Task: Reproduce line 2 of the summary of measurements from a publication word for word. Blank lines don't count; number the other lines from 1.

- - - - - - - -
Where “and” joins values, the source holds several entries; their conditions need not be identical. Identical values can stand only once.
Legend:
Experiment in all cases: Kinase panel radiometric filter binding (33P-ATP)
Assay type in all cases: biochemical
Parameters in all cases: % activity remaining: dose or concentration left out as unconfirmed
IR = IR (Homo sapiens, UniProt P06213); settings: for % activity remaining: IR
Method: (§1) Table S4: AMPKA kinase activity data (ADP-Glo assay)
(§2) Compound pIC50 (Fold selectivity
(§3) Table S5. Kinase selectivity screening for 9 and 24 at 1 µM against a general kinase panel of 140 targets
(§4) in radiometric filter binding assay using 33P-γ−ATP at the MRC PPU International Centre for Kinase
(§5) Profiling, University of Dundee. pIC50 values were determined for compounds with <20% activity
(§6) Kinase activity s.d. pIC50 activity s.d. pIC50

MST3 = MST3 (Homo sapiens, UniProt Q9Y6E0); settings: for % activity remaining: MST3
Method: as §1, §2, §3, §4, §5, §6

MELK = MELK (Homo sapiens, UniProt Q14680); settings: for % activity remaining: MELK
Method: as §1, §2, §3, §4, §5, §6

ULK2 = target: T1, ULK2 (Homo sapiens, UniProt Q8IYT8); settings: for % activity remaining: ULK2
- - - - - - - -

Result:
Legend: